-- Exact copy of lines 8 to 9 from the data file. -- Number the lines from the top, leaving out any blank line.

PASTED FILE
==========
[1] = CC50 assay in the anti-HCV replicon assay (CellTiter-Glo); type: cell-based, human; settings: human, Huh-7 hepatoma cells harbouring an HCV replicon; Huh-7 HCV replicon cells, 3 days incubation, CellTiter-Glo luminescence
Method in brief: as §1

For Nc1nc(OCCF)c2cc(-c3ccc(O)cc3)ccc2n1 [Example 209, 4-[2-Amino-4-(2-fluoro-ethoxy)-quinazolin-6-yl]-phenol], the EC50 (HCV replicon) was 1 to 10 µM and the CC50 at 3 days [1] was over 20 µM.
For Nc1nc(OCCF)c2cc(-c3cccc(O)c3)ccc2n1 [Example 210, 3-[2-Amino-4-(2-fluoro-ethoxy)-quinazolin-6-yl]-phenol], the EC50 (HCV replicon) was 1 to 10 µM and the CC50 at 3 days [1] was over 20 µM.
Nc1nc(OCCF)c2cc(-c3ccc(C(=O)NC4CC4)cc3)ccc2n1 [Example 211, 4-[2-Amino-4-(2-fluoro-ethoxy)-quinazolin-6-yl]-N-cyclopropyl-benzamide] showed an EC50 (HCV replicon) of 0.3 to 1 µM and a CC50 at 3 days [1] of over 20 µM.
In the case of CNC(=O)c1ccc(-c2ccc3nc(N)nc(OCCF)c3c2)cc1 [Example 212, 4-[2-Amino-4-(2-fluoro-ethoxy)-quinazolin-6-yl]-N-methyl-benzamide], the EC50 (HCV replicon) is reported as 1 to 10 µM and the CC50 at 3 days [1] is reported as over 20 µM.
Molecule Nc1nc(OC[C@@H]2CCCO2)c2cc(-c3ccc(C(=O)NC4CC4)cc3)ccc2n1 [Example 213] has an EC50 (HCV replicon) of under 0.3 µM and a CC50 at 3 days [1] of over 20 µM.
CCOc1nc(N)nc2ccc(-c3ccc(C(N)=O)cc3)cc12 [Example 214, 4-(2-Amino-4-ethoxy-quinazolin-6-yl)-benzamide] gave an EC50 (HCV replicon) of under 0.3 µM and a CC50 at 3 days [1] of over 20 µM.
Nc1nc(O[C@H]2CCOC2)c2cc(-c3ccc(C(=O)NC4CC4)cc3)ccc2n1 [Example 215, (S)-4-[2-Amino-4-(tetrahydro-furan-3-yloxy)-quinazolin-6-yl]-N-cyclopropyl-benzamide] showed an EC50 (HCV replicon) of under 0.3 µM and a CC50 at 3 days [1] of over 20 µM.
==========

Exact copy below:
CCOc1nc(N)nc2ccc(-c3ccc(C(N)=O)cc3)cc12 [Example 214, 4-(2-Amino-4-ethoxy-quinazolin-6-yl)-benzamide] gave an EC50 (HCV replicon) of under 0.3 µM and a CC50 at 3 days [1] of over 20 µM.
Nc1nc(O[C@H]2CCOC2)c2cc(-c3ccc(C(=O)NC4CC4)cc3)ccc2n1 [Example 215, (S)-4-[2-Amino-4-(tetrahydro-furan-3-yloxy)-quinazolin-6-yl]-N-cyclopropyl-benzamide] showed an EC50 (HCV replicon) of under 0.3 µM and a CC50 at 3 days [1] of over 20 µM.